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Jun 01 2016
Want Your Company to Succeed? Invest in Millennials!
DeAnna Leahy, CCE, Sunroc Corporation

The millennial generation is now the nation's largest living population group. The millennials where born between approximately 1980 and 2000 and are also known as generation Y. Millennials will make up 50 percent of the workforce by 2020 and 75 percent of the workforce by 2030. Nearly 60 percent of millennials have already switched careers at least once, and most say they're not likely to stay with their current employers to retirement. They have very different talents and needs than previous generations.

Millennials are adaptable, entrepreneurial, team-oriented, and extremely creative. They are looking for employers that will embrace these characteristics rather than suppress them behind a desk or in a cubical. Millennials have skills that prior generations do not have. They are tremendously tech savvy and are inclined to get more accomplished in an average workday. They use technology and resources to multitask and to be more efficient and effective. They are quick learners, which makes them ideal in a growing market that is moving at a faster rate than ever before. 

So what are millennials looking for in a job? This generation prioritizes meaningful work over pay, and 65 percent of them said personal development is the most important factor in looking for employment. Millennials are invested in companies that are invested in them. Which means that employees are having to shift their thinking to realize that millennials do not work for them, but rather with them. Millennials tend to be confident and collaborative, yet want flexible work schedules and consistent feedback from managers. In general, they are very social and have strong opinions, and are driven by a sense of community both at work and beyond.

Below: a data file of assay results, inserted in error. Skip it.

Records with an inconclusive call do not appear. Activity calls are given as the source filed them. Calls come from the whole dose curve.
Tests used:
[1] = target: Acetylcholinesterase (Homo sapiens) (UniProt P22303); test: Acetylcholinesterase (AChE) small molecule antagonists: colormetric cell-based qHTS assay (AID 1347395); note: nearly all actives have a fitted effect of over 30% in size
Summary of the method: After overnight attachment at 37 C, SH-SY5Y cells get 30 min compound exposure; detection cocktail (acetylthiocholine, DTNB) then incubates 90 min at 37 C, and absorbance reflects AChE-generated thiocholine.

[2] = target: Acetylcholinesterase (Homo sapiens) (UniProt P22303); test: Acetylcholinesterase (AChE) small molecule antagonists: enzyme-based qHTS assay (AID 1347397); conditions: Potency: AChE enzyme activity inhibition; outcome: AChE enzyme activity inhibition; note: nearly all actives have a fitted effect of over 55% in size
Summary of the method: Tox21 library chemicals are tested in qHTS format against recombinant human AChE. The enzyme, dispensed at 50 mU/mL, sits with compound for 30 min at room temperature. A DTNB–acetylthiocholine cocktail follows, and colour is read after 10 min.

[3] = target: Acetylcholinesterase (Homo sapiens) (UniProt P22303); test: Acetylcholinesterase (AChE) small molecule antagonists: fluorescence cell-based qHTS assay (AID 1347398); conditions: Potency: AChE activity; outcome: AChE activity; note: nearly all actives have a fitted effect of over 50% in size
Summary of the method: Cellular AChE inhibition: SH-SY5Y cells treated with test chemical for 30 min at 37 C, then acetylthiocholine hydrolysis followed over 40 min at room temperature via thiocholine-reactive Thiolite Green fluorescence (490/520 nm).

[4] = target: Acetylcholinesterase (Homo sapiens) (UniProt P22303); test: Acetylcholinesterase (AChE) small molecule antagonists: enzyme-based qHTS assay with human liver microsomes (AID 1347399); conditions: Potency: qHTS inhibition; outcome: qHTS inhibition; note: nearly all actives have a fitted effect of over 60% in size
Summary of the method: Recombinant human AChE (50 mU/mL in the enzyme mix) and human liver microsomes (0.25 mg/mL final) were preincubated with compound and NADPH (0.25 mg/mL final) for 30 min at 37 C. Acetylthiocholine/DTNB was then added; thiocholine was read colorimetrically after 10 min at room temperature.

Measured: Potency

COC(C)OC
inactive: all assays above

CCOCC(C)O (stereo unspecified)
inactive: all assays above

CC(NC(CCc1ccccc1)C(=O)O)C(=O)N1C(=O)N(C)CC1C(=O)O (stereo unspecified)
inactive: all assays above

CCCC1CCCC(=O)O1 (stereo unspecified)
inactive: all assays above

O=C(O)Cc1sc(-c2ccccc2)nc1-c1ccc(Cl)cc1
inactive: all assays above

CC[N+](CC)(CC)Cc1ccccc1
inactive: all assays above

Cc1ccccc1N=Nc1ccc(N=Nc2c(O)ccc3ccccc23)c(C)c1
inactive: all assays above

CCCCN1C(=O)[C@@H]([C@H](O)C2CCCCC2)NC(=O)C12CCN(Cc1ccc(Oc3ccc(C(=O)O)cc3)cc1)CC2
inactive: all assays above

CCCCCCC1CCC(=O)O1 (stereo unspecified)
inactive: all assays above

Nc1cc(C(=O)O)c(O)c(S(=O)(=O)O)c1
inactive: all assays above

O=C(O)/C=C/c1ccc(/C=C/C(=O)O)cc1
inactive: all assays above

As an employer, it is important to help millennials feel both valued and financially secure. Employers need to proactively build programs designed for millennials that make them happier at work and, in turn, more likely to stay with your company. Mentoring programs go a long way toward millennials gaining trust in your organization. On the flip-side, reverse mentorships allow millennials to feel valued by instructing the more mature workers on current technology, navigating the web, and how to access information online. 

Often times Millennials are perceived as being entitled, and the common belief is that this sense of entitlement makes them whiney, lazy, or incompetent when it comes to getting the job done. However, that perception of entitlement, when combined with a sense of engagement, can make millennial workers more likely to exhibit leadership qualities and contribute to improving their teams. Loyal, entitled employees often show higher levels of leadership behaviors such as, making improvements that benefit the entire team or company, or by finding more efficient ways to get things done. There is a difference between "earned" entitlement and "unearned" entitlement. Earned entitlement is not necessarily a bad thing. If they do a good job, they will receive the praise, incentives, and compensation that they expect. This motivates them to perform well.

Make your millennial employee an integral part of your company and they are likely to respond in kind. Provide them with leadership opportunities within your organization. Allow a platform for sharing their knowledge. Let them stretch their creativity and be involved in developing their own initiatives, projects and goals. This will make your millennials more engaged and more satisfied. Companies can foster innovative corporate cultures, which can efficiently identify and unlock the talents in their increasingly millennial workforce. The millennial generation will become the leaders of tomorrow, so we need to make room for them in the workplace today. Companies and millennials that invest in each other will make a difference in their organizations, communities, and the world.